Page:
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The World is in Ever-Present Change – Heraclitus of Ephesus

The World is in Ever-Present Change – Heraclitus of Ephesus

Greek pre-Socratic philosopher Heraclitus of Ephesus was famous for his insistence on ever-present change in the universe, as stated in the famous saying, “No man ever steps in the same river twice”. This position was complemented by his stark commitment to a unity of opposites in the world, stating that “the path up and down are one and the same”. Through these doctrines Heraclitus characterized all existing entities by pairs…
Herostratus burns the Temple of Artemis

Herostratus burns the Temple of Artemis

On July 21, 356 BC., Herostratus, in an attempt to immortalise his name, set fire to the to the wooden roof-beams of the Temple of Artemis, one of the Seven Wonders of the Ancient World. For this outrage, the Ephesians sentenced Herostratus to death and forbade anyone from mentioning his name. Eversince this time, the term “Herostratic fame” relates to Herostratus and means, roughly, “fame at any cost”. Modern archaeologist found that…
Michael Ventris and the Minoan Linear B

Michael Ventris and the Minoan Linear B

On July 12, 1922, English architect and linguist Michael Ventris was born. Along with John Chadwick and Alice Kober, Ventris deciphered Linear B, a previously unknown ancient script discovered at Knossos by Arthur Evans. He showed that the Minoan Linear B script was a very early form of Greek, the oldest known examples. Michael Ventris was born as the only child into a traditional army family to Edward Francis Vereker…
Archimedes lifted the world off their hinges

Archimedes lifted the world off their hinges

Without knowing his exact date of birth or even death, we focus today on one of the leading scientists in classical antiquity: the ancient Greek mathematician, physicist, engineer, inventor, and astronomer Archimedes of Syracuse, who was born around 287 BC and died at about 212 BC. Only a few details of his life are known, but he is considered the greatest mathematician of antiquity and one of the greatest of all…
Euclid – the Father of Geometry

Euclid – the Father of Geometry

At about 330 BC, Euclid of Alexandria was born, who often is referred to as the Father of Geometry. His Elements is one of the most influential works in the history of mathematics, serving as the main textbook for teaching mathematics (especially geometry) from the time of its publication until the late 19th or early 20th century. In the Elements, Euclid deduced the principles of what is now called Euclidean…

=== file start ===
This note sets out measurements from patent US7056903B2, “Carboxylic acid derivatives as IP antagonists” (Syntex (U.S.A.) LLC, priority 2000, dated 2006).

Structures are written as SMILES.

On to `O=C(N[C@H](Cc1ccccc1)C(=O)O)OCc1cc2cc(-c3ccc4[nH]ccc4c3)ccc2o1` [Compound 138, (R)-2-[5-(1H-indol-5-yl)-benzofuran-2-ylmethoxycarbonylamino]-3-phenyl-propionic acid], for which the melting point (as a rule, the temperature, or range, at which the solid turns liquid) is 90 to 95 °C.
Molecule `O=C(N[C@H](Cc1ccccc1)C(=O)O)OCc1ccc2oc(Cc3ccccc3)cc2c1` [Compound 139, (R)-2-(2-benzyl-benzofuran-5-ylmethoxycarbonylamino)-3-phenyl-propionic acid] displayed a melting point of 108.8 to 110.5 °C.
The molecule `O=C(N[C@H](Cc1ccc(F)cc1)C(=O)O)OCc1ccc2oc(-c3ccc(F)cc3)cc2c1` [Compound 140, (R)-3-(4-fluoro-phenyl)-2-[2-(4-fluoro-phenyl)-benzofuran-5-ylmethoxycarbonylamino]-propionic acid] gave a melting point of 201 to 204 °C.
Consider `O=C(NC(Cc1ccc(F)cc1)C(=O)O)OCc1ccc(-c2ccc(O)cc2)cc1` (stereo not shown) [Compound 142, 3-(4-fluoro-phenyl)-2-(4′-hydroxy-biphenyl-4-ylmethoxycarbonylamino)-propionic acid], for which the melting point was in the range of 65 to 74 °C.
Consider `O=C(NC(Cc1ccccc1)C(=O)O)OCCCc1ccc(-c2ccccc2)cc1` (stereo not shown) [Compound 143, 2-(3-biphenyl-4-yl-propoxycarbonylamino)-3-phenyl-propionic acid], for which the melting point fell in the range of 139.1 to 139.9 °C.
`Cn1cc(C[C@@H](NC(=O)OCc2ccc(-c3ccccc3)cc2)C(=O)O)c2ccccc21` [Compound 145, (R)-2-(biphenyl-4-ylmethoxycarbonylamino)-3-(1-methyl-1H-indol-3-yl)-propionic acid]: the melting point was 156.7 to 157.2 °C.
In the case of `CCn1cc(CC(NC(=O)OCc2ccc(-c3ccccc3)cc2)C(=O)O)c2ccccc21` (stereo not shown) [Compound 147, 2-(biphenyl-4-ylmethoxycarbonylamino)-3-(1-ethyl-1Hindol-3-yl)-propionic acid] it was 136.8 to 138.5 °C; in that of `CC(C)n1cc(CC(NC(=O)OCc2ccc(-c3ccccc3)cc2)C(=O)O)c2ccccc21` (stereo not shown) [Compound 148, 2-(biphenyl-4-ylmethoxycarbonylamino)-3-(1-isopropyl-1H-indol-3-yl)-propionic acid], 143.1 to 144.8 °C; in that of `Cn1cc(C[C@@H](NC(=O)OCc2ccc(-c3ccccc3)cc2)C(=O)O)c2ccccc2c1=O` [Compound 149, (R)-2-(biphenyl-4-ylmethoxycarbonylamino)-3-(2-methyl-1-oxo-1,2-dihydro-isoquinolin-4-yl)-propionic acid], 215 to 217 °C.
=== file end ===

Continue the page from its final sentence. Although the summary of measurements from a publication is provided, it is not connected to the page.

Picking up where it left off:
Spyridon Marinatos and the Discovery of Akrotiri

Spyridon Marinatos and the Discovery of Akrotiri

  Archaeological site in Akrotiri, Santorini Image author: F. Eveleens On November 4, 1901, Greek archeologist Spyridon Nikolaou Marinatos was born. His most notable discovery was Akrotiri, the site of an ancient port city on the island of Thera, in the southern Aegean Sea. Spyridon Marinatos became along with Georgia Andrea the director of the Herakelion Museum in 1929. He was acquainted with Sir Arthur Evans, who became among other things famous for unearthing the palace of Knossos on the Greek island of…
Eudoxus and the Method of Exhaustion

Eudoxus and the Method of Exhaustion

Eudoxus, Lunar Crater As for many people from antiquity, we also have no birthdate for Eudoxus of Cnidus, who was a Greek astronomer, mathematician, scholar and student of Plato. All of his works are lost or have survived as fragments in the texts of other classical writers. He is best known for having developed the method of exhaustion, a precursor to the integral calculus. Eudoxus of Cnidus was born around…
Socrates and the Socratic Method

Socrates and the Socratic Method

Socrates by Leonidas Drosis, Athens – Academy of Athens Image: DIMSFIKAS at Greek Wikipedia Socrates was a classical Greek (Athenian) philosopher credited as one of the founders of Western philosophy. He remains an enigmatic figure in philosophy, because he did not leave as a single line of text. He is known chiefly through the accounts of later classical writers, especially the writings of his students Plato and Xenophon. Nevertheless, you might…
Pythagoras and his Eponymous Theorem

Pythagoras and his Eponymous Theorem

Bust of Pythagoras, Musei Capitolini, Roma. One of the founders of Western mathematics was the Greek philosopher Pythagoras of Samos. He is often revered as a great mathematician, mystic, and scientist and is best known for the Pythagorean theorem which bears his name. It was said that he was the first man to call himself a philosopher, or lover of wisdom. Anyway, his eponymous theorem possibly is the best known theorem…
Thales of Miletus – (possibly) the Father of Greek Mathematics

Thales of Miletus – (possibly) the Father of Greek Mathematics

Illustration of (possibly) Thales of Miletus For today’s blog post, there is no birthday of a popular scientist. Moreover, we want to tackle famous people in the history of science, who don’t have a known birthday. This of course holds for many philosophers, mathematicians, or natural scientists of Antiquity or early Middle Ages. Today, we want to start with the father of ancient Greek mathematics, Thales of Miletus. According to Bertrand…
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